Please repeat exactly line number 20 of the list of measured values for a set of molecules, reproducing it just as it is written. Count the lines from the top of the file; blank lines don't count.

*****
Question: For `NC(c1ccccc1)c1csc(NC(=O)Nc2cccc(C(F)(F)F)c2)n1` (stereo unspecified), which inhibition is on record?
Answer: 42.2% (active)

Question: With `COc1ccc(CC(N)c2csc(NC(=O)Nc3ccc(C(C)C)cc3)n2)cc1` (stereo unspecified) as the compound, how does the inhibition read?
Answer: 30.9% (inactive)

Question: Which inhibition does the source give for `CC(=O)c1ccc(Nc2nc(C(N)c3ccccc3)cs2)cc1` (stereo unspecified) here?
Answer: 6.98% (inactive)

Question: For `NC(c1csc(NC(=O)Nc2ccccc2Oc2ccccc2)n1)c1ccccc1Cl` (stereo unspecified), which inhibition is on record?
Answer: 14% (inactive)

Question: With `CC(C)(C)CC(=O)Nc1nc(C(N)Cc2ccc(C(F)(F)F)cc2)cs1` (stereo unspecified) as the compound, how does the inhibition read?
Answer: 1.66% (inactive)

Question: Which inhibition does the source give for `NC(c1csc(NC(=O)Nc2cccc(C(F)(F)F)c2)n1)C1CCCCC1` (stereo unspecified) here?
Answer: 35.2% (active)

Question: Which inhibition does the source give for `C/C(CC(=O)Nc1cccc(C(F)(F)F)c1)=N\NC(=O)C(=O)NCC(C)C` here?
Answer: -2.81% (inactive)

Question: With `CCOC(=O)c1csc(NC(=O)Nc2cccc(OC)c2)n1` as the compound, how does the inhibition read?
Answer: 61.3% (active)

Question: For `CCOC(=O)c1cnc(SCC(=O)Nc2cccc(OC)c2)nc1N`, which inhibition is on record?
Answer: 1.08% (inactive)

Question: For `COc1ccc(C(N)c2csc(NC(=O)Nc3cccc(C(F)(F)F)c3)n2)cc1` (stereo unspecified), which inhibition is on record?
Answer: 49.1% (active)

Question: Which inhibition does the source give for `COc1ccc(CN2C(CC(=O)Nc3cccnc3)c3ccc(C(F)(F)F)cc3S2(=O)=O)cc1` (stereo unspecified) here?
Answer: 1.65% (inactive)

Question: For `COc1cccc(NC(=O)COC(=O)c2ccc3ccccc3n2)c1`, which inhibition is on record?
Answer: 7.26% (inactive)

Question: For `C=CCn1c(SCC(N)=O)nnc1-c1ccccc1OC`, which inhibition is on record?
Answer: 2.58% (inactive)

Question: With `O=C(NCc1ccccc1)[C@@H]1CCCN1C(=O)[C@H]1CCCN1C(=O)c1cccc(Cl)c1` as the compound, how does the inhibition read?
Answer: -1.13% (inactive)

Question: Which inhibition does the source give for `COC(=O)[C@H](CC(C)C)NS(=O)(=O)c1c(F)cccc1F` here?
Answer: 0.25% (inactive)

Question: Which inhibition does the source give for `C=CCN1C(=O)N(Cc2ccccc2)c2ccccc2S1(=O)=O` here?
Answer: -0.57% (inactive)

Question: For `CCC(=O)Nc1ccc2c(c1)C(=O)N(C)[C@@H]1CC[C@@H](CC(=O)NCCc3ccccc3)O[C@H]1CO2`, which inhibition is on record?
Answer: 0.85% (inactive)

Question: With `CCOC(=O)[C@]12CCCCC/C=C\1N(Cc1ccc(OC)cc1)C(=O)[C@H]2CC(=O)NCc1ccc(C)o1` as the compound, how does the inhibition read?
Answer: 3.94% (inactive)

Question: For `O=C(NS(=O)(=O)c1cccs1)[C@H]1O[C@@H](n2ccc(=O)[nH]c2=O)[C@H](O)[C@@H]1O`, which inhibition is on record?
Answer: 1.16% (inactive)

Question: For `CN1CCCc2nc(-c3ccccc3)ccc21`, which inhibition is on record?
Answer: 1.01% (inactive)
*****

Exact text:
Answer: 49.1% (active)